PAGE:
We put the code in from left to right and the lock did not open. My son of logic said: “Let me try it the other way”, remembering the numbers without me having to repeat them and the lock came apart. Truth is there in the lock- it’s whether the code is the right way around – how you get out is to follow logic. I’ve never understood which way around logic works. Is it left to right like writing English or right to left like Arabic?
So we were able to solve that problem in less than 5 minutes and move on.
Grateful for solutions already factored for those who have been locked out before. If only it was as easy as breaking a code for the notion of inclusion.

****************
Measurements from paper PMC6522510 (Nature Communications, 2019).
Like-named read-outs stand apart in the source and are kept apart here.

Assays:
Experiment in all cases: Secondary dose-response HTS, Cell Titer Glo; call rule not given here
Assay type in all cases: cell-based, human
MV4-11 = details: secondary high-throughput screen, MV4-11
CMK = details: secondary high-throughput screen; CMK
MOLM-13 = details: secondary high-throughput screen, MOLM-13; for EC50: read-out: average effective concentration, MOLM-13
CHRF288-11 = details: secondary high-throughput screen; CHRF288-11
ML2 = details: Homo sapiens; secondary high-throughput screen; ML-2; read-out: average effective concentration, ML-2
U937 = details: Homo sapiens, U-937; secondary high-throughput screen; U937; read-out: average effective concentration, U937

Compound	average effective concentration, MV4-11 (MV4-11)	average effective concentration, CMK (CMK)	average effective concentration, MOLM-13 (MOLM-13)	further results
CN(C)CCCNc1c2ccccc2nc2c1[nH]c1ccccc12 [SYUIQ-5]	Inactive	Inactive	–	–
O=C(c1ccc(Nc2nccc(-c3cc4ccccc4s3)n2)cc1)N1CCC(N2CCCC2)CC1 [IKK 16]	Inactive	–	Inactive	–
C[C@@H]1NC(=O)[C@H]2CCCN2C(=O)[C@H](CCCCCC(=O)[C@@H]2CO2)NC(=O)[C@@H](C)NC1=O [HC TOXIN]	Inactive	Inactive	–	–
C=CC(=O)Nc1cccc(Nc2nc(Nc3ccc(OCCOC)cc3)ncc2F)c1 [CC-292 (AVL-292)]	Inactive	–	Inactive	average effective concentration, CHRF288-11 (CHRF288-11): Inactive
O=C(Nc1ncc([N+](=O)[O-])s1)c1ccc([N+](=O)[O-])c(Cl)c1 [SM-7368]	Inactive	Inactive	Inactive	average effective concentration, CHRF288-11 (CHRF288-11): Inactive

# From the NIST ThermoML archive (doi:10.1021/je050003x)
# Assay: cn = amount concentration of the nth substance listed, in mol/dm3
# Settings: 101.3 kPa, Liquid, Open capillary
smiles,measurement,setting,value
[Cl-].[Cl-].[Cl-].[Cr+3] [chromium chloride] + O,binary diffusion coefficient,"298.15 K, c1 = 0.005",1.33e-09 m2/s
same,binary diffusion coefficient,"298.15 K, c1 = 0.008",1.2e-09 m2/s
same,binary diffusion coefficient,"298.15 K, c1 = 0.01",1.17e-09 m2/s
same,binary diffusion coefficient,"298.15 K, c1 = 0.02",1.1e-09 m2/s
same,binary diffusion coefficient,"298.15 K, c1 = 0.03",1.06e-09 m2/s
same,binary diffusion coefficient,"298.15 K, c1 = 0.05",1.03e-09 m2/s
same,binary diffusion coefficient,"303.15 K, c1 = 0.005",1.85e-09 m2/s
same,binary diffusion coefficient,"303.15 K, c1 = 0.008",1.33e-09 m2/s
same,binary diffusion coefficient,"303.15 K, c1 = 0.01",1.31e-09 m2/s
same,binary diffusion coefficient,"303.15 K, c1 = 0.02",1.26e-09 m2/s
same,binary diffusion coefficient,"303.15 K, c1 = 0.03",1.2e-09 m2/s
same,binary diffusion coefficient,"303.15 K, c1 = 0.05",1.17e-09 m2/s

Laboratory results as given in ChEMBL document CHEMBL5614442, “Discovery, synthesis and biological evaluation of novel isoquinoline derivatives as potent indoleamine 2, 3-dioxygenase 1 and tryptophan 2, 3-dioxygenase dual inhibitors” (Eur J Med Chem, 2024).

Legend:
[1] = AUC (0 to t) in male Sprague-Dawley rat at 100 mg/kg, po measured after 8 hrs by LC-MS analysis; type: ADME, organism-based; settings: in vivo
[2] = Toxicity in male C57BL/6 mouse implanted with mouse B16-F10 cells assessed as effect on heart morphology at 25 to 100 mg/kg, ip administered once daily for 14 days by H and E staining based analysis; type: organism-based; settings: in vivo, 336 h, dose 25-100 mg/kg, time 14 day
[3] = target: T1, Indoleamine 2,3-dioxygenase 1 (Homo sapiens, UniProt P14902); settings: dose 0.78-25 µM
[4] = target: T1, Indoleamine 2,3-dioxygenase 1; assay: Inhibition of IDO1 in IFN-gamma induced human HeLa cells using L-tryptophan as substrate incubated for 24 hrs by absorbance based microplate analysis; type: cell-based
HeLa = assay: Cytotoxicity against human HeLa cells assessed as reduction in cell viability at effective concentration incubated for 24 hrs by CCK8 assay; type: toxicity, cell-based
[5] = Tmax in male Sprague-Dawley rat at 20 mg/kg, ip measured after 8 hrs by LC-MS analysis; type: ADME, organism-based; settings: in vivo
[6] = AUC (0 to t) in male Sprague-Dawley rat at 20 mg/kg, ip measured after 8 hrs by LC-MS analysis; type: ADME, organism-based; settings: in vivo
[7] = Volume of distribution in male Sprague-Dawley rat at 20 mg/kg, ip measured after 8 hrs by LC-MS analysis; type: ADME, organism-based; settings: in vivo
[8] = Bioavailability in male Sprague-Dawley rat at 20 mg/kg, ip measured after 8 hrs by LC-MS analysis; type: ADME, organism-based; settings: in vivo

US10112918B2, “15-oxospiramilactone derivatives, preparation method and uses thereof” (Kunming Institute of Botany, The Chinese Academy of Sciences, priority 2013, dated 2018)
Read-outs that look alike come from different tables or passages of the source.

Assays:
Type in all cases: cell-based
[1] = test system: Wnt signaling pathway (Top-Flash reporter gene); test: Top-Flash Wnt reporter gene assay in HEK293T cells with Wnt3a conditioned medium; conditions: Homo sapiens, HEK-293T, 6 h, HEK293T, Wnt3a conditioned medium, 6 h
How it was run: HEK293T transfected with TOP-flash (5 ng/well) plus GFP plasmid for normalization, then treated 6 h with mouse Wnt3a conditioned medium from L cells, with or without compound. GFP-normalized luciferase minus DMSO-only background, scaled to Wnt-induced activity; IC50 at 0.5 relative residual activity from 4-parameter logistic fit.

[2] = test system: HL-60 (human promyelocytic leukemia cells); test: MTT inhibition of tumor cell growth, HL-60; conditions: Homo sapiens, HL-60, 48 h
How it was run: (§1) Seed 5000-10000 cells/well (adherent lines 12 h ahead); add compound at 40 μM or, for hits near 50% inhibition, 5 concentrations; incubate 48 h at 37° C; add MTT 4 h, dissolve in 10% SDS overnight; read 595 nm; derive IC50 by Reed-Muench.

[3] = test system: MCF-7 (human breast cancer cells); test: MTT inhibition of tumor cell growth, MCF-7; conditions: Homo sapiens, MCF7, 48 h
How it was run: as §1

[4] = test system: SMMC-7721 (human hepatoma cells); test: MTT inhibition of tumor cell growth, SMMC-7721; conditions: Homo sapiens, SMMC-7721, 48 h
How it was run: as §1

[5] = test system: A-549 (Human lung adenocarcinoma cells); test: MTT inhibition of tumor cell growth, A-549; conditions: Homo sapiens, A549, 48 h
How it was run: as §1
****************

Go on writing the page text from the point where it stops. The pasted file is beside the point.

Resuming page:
So we were off, leaving time for a shop at the supermarket, disgruntled drivers sitting on my tail light in a 40 km zone and peeping me while I waited for a car to park to my left and another to pass me on my right. Where was I supposed to go?
After completing the shopping – I had had enough, only to reach home to find a load of washing that needed to be hung.
How much is enough? It’s like over-eating. Fed up, patience waits on the edge of the cliff.
When I made it to slumber I dived into the deepest most restful sleep. No thought for tomorrow. I’ll think about tomorrow when I get there.
At the gym that morning television screens with motifs of “live life to the full”, promises of overseas trips (like the only way to live fully is if you travel! What bullshit they sell us!)
Though to live a full life, one does not need to leave the country, but embrace each day, each person, each activity and find a space, however small, however short, and simply be there.